One might think that hybrid cars might retain value better than other types of autos, but alas that’s not the case. The second any kind of car leaves the lot with its first owner, it loses approximately 10 percent of its value.
At that moment, a $30,000 hybrid car is suddenly only worth $27,000. That’s a pretty big hit for something that’s practically brand new.
While you can’t entirely stop a hybrid car from depreciating in value, some of them lose it faster than others.
Factors like the condition of the vehicle and current mileage also impact value, regardless of the make and model.
How Much Do Hybrid Cars Depreciate in Value?
On average, a vehicle depreciates 15 to 25 percent for each year during the first five years of ownership. This is on top of the 10 percent you’ve already lost.
These calculations do include nearly every major make and model on the road, and there are times when some vehicles might depreciate differently than the average.
Ultimately, depreciation is a reflection of supply and demand. If supply exceeds demand, resale values fall. When it’s the other way around, and demand exceeds supply, then the hybrid car doesn’t depreciate as quickly.
Demand for Hybrids
Yes, this means in-demand models hold more value. However, it’s important to realize that other factors affect demand for hybrids.
Whenever gas prices rise, hybrids become more desirable, while low gas prices may decrease interest.
For instance when gas prices were soaring in 2013, around half a million new hybrid vehicles hit the road. But when fuel costs were lower, in 2017, only 360,000 units sold. This clearly demonstrates the shift in demand.
Hybrid Cars That Hold Their Value
According to Kelley Blue Book, the 2018 Toyota Avalon Hybrid is likely to retain its value best over the next five years, dropping only to 33 percent.
Other solid options are the 2018 Honda Clarity Plug-in Hybrid at 31 percent and the 2018 Toyota Prius at 30.1 percent.
However, when it comes to a resale value comparison, none of the hybrid cars made it into the top 10 on Kelley Blue Book’s list.
The 2018 Toyota Tacoma keeps 61.1 percent of its value over five years, showing just how different even a winning hybrid car comes in.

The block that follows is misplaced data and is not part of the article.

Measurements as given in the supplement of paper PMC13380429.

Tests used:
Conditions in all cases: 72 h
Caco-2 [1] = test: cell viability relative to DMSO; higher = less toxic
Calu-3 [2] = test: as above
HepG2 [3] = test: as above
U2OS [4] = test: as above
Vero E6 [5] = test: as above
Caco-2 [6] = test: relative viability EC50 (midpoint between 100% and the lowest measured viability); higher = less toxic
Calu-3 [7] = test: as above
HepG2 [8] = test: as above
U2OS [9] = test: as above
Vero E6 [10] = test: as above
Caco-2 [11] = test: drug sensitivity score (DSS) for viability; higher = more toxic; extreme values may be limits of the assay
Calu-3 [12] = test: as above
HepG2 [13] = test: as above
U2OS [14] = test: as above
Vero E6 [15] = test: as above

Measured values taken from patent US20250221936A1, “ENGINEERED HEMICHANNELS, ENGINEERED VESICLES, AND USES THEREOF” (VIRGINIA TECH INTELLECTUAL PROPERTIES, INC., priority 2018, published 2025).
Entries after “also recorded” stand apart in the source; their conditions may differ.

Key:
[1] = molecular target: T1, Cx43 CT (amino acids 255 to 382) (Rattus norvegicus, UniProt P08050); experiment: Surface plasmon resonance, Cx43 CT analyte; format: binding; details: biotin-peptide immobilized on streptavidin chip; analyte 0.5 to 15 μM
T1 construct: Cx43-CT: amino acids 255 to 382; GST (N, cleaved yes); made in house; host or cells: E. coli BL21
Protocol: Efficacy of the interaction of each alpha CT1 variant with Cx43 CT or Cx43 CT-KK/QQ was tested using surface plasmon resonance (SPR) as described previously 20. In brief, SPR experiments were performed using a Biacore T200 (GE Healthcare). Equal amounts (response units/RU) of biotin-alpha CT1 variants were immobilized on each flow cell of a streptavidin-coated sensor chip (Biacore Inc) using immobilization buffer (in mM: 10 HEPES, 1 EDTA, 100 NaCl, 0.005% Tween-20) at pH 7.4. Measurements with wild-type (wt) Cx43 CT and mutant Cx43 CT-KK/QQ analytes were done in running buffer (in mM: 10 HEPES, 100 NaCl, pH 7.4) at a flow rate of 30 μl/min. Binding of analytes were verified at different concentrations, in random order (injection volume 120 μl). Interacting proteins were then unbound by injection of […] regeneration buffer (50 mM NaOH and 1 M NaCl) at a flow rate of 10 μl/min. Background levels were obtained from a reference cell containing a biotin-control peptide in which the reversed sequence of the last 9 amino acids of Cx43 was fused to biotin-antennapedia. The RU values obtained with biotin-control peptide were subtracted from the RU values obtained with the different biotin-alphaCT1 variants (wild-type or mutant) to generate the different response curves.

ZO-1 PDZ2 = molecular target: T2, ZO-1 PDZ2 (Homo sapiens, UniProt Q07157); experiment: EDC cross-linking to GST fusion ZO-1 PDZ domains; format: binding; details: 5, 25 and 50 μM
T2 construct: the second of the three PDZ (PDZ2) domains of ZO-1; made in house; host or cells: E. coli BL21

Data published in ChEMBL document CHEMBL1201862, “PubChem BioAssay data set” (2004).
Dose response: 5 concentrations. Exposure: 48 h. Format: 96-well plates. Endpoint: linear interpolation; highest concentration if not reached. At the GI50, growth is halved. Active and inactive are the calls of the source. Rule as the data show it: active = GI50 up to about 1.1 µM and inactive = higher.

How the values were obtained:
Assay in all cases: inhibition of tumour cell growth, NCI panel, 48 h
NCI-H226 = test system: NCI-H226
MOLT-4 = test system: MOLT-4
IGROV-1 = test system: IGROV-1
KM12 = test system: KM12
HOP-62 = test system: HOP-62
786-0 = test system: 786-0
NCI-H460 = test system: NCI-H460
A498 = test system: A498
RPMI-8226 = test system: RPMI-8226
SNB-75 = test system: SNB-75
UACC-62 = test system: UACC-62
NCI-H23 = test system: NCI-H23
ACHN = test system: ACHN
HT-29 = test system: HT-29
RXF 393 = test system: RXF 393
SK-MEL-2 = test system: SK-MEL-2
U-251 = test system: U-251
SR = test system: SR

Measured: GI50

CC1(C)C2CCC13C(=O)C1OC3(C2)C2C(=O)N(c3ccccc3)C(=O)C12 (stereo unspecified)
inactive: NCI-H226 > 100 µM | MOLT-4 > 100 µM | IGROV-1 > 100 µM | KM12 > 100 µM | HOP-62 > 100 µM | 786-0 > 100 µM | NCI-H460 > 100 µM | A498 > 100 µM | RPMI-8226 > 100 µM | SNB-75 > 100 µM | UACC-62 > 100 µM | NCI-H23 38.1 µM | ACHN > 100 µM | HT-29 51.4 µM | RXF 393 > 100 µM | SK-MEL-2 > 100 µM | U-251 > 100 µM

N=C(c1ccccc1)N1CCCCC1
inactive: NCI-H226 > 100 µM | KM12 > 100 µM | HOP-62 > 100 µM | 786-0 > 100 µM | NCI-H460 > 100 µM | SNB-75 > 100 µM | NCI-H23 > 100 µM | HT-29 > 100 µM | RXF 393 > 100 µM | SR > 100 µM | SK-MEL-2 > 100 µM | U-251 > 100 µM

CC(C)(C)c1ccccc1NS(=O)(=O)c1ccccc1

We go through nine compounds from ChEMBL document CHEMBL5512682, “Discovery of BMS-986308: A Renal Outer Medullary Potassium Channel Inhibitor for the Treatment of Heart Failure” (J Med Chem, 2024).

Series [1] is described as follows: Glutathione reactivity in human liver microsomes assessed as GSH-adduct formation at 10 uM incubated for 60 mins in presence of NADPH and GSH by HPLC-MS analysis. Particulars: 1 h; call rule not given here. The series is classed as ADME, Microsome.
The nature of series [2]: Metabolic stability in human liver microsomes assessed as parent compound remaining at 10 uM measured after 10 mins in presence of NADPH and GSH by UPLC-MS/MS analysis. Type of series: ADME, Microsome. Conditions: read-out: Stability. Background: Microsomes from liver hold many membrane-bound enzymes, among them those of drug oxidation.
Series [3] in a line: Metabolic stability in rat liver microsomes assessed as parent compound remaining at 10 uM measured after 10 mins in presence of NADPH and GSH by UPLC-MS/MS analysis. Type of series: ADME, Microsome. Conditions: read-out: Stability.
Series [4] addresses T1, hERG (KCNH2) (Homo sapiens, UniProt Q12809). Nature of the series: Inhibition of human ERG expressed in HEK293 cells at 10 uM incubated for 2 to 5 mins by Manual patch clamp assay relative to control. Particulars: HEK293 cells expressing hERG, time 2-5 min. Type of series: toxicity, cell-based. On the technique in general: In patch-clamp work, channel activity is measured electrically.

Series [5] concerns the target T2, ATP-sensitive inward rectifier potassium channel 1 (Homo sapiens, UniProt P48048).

Currently, trucks and SUVs are in demand, so many of the most reputable makes and models outperform hybrids when it comes to depreciation.
Additionally, the average vehicle maintains 33 percent of its value over five years, and only one of the hybrid cars hit that mark.
Calculating Hybrid Car Depreciation
In some cases, you can estimate how much a hybrid car depreciates in value using a Cost to Own calculator that factors in depreciation rates.
There are also many car depreciation calculators available online, but some don’t factor in essential variables.
For example, the age of the car isn’t the only relevant point when it comes to depreciation. The number of miles on the hybrid vehicle is incredibly important.
Also take into consideration the car’s physical condition. In some cases, an estimated value calculator may be a better choice for determining your vehicle’s depreciation rate.
Try checking out what similar hybrid cars cost in your area and use that to gauge your vehicle’s worth.
You can also use an estimated value calculator is see how various factors influence depreciation. You could adjust the information about the mileage or condition and see how it impacts the final number.
Are Hybrid Cars a Wise Choice?
So far in 2018, hybrid cars are depreciating in value faster than the average vehicle as of 2018. However, if you choose one of the models that holds its value better than others, you may be able to get closer to the average.
Additionally, as time goes forward, hybrid cars may retain their value more effectively. The technology is more robust and increasingly affordable, which will help sway things in a positive direction.
Readers, do you own a hybrid vehicle that’s holding its value? Tell us about it in the comments section beneath this post.
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